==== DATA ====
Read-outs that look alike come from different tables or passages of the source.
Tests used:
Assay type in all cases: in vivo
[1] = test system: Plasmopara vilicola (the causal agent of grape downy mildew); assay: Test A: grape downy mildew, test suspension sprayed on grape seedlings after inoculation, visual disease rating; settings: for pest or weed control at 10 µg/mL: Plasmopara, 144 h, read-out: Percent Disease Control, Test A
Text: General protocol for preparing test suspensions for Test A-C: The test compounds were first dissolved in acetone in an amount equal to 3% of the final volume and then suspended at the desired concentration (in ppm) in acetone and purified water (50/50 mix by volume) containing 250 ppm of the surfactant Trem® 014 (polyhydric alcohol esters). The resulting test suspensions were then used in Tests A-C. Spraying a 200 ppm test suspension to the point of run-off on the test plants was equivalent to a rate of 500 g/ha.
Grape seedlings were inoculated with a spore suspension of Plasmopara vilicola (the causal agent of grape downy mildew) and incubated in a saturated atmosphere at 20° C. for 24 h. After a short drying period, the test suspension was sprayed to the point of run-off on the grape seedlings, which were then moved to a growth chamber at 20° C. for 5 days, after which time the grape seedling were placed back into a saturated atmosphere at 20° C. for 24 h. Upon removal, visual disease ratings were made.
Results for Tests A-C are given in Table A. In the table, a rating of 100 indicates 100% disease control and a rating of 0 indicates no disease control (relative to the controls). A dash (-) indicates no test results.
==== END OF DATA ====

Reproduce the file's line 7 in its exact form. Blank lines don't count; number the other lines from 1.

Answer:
Results for Tests A-C are given in Table A. In the table, a rating of 100 indicates 100% disease control and a rating of 0 indicates no disease control (relative to the controls). A dash (-) indicates no test results.